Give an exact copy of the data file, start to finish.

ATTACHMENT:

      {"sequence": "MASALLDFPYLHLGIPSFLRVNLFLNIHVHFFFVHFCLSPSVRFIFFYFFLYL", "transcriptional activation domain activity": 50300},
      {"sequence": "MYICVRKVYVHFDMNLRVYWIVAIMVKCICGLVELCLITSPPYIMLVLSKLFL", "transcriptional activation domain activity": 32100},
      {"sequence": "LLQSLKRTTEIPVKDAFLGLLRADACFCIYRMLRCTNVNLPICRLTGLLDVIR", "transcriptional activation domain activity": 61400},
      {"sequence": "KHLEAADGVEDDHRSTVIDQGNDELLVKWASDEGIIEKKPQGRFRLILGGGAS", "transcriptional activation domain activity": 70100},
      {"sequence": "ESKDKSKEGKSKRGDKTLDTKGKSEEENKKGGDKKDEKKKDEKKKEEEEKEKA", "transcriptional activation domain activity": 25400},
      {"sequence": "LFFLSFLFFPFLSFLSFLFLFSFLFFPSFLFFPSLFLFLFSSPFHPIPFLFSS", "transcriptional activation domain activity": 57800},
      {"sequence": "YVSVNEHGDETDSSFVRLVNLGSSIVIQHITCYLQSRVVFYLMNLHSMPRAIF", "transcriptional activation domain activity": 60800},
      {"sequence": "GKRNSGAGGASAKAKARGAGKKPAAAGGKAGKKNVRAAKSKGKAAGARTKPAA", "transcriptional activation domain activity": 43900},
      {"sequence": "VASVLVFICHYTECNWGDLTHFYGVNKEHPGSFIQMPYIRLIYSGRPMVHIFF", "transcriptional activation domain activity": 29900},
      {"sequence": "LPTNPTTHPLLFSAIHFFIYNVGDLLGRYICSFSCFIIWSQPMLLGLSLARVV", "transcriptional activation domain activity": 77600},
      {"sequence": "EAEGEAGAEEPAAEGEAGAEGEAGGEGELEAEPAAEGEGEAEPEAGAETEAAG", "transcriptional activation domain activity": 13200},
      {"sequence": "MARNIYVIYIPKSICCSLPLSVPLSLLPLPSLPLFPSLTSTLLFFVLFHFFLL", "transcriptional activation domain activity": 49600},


      {"sequence": "MASALLDFPYLHLGIPSFLRVNLFLNIHVHFFFVHFCLSPSVRFIFFYFFLYL", "transcriptional activation domain activity": 50300},
      {"sequence": "MYICVRKVYVHFDMNLRVYWIVAIMVKCICGLVELCLITSPPYIMLVLSKLFL", "transcriptional activation domain activity": 32100},
      {"sequence": "LLQSLKRTTEIPVKDAFLGLLRADACFCIYRMLRCTNVNLPICRLTGLLDVIR", "transcriptional activation domain activity": 61400},
      {"sequence": "KHLEAADGVEDDHRSTVIDQGNDELLVKWASDEGIIEKKPQGRFRLILGGGAS", "transcriptional activation domain activity": 70100},
      {"sequence": "ESKDKSKEGKSKRGDKTLDTKGKSEEENKKGGDKKDEKKKDEKKKEEEEKEKA", "transcriptional activation domain activity": 25400},
      {"sequence": "LFFLSFLFFPFLSFLSFLFLFSFLFFPSFLFFPSLFLFLFSSPFHPIPFLFSS", "transcriptional activation domain activity": 57800},
      {"sequence": "YVSVNEHGDETDSSFVRLVNLGSSIVIQHITCYLQSRVVFYLMNLHSMPRAIF", "transcriptional activation domain activity": 60800},
      {"sequence": "GKRNSGAGGASAKAKARGAGKKPAAAGGKAGKKNVRAAKSKGKAAGARTKPAA", "transcriptional activation domain activity": 43900},
      {"sequence": "VASVLVFICHYTECNWGDLTHFYGVNKEHPGSFIQMPYIRLIYSGRPMVHIFF", "transcriptional activation domain activity": 29900},
      {"sequence": "LPTNPTTHPLLFSAIHFFIYNVGDLLGRYICSFSCFIIWSQPMLLGLSLARVV", "transcriptional activation domain activity": 77600},
      {"sequence": "EAEGEAGAEEPAAEGEAGAEGEAGGEGELEAEPAAEGEGEAEPEAGAETEAAG", "transcriptional activation domain activity": 13200},
      {"sequence": "MARNIYVIYIPKSICCSLPLSVPLSLLPLPSLPLFPSLTSTLLFFVLFHFFLL", "transcriptional activation domain activity": 49600},